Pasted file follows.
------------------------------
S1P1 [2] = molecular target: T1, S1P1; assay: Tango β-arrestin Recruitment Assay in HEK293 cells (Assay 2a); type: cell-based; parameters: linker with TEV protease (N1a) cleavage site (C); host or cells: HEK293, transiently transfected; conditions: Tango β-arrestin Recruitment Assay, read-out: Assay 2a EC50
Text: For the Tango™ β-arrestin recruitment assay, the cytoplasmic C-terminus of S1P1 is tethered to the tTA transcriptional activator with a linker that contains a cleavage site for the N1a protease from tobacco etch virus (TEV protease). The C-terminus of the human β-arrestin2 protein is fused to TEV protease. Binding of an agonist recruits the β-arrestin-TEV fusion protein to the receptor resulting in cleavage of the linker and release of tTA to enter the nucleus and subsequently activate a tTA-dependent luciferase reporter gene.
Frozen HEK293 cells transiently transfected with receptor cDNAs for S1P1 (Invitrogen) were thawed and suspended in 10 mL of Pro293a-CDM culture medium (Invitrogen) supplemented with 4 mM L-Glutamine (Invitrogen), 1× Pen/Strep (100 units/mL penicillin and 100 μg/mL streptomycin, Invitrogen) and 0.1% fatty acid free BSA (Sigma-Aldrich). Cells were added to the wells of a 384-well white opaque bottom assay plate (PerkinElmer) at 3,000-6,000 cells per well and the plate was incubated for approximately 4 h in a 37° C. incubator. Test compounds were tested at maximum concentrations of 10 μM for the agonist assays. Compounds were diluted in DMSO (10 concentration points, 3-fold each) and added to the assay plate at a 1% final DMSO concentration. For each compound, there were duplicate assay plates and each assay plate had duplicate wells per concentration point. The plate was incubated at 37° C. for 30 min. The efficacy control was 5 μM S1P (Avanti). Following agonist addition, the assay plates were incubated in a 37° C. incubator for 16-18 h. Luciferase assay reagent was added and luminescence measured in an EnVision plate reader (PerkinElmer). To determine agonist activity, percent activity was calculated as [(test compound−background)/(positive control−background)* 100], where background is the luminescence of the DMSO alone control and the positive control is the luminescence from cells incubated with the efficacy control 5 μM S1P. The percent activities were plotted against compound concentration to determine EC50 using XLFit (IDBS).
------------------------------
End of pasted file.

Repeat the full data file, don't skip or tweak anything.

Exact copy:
S1P1 [2] = molecular target: T1, S1P1; assay: Tango β-arrestin Recruitment Assay in HEK293 cells (Assay 2a); type: cell-based; parameters: linker with TEV protease (N1a) cleavage site (C); host or cells: HEK293, transiently transfected; conditions: Tango β-arrestin Recruitment Assay, read-out: Assay 2a EC50
Text: For the Tango™ β-arrestin recruitment assay, the cytoplasmic C-terminus of S1P1 is tethered to the tTA transcriptional activator with a linker that contains a cleavage site for the N1a protease from tobacco etch virus (TEV protease). The C-terminus of the human β-arrestin2 protein is fused to TEV protease. Binding of an agonist recruits the β-arrestin-TEV fusion protein to the receptor resulting in cleavage of the linker and release of tTA to enter the nucleus and subsequently activate a tTA-dependent luciferase reporter gene.
Frozen HEK293 cells transiently transfected with receptor cDNAs for S1P1 (Invitrogen) were thawed and suspended in 10 mL of Pro293a-CDM culture medium (Invitrogen) supplemented with 4 mM L-Glutamine (Invitrogen), 1× Pen/Strep (100 units/mL penicillin and 100 μg/mL streptomycin, Invitrogen) and 0.1% fatty acid free BSA (Sigma-Aldrich). Cells were added to the wells of a 384-well white opaque bottom assay plate (PerkinElmer) at 3,000-6,000 cells per well and the plate was incubated for approximately 4 h in a 37° C. incubator. Test compounds were tested at maximum concentrations of 10 μM for the agonist assays. Compounds were diluted in DMSO (10 concentration points, 3-fold each) and added to the assay plate at a 1% final DMSO concentration. For each compound, there were duplicate assay plates and each assay plate had duplicate wells per concentration point. The plate was incubated at 37° C. for 30 min. The efficacy control was 5 μM S1P (Avanti). Following agonist addition, the assay plates were incubated in a 37° C. incubator for 16-18 h. Luciferase assay reagent was added and luminescence measured in an EnVision plate reader (PerkinElmer). To determine agonist activity, percent activity was calculated as [(test compound−background)/(positive control−background)* 100], where background is the luminescence of the DMSO alone control and the positive control is the luminescence from cells incubated with the efficacy control 5 μM S1P. The percent activities were plotted against compound concentration to determine EC50 using XLFit (IDBS).